wedding

Here we are waiting for the judge to show up. She was late. That’s me on the left, of course, my child bride, her sister who seethed with envy the entire evening (note face) and her husband, a man who later shot himself to death by mishap in a “cry for help” after his wife tossed him out in the street.

Mexico is full of endless drama.

We had a great time. About 30 people showed up, and we danced in the patio after the rather dry ceremony with the judge. This fellow provided the music.

This video was not shot during the wedding, but that’s the guy.

Having been married three times, twice to Gringas and once to a Mexicana, I cannot avoid making comparisons. Since the nations’ cultures are drastically different, so are the women. I recommend the latter over the former.

There is no comparison.

While I rather fell into the first two marriages, I was quite deliberate with this one. I even got down on my knee to propose, and I did it between two pyramids built centuries ago by the indigenous folks of our area.

pyramids

These are the actual pyramids. Women like it when you make a splash.

Whether it was the pyramids, the singer known as El Potro, the magic of the judge or some other unknown factor, this marriage has been a keeper.

Best move of my life.

Far from home

Cuban spread

WE PASSED 15 years of matrimony last month and had planned on spending a few days on the Pacific sands to mark the happy event, but it never happened.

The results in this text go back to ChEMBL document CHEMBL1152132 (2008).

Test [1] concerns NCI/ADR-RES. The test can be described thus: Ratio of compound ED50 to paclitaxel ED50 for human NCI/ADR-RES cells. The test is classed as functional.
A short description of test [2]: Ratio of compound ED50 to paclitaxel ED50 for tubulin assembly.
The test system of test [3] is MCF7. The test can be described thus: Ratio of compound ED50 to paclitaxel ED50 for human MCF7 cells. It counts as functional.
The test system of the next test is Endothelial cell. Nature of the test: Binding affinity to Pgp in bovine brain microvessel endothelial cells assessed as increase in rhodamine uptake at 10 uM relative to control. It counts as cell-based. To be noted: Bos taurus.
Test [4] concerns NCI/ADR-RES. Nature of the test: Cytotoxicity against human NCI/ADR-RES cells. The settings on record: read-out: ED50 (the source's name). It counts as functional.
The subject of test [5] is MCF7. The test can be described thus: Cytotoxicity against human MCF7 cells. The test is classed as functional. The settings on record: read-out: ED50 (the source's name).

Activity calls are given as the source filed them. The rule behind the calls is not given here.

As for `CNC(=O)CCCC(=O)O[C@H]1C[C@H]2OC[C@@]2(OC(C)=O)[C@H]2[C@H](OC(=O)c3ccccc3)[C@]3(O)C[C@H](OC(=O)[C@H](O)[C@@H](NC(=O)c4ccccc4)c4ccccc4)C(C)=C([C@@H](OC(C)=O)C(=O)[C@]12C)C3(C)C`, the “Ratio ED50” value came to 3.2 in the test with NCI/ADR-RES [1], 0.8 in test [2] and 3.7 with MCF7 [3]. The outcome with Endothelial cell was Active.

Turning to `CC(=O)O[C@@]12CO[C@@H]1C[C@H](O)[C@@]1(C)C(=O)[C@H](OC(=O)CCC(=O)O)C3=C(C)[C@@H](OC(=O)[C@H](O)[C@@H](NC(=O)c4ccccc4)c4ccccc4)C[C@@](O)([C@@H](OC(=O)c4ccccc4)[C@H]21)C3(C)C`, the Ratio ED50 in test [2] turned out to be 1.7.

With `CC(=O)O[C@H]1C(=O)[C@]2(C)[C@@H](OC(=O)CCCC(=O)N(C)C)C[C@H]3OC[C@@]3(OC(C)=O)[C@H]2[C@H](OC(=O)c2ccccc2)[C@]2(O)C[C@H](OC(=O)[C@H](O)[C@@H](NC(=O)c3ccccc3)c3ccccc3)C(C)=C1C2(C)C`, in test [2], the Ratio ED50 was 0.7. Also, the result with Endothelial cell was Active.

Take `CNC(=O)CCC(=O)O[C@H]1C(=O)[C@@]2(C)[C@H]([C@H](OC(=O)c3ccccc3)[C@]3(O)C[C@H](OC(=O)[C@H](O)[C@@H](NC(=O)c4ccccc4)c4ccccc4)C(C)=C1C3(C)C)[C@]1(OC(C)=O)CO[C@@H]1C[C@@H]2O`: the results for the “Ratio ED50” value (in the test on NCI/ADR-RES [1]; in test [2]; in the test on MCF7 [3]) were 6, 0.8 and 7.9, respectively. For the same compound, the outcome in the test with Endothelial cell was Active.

My dental work intervened, not just the visits to the dentist but the cost too, which took a good chunk out of the checkbook. Sure, we could still go to the beach, but the moment has passed, plus it’s hot as hell there right now.

We decided to just “celebrate” with a nice meal at a Cuban restaurant in the state capital. The restaurant offers a “Cuban banquet,” and we ordered that … for two.

That was last weekend. The banquet is quite good. The only beef I have with it is they plop everything on your table at the same time. It should come in stages, especially the warm dessert.

We’ve also eaten Cuban food in Cuba, of course, and it was good, but I wouldn’t recommend visiting Cuba. It’s depressing.

Lying in bed this morning before dawn, I was thinking about the United States where I was born and where I have not set foot in eight years. I likely will never set foot there again.

Years of separation, living in a very different society, affects your mind, your viewpoint, your perspective and so on. I’m sure that a visit now would be jarring.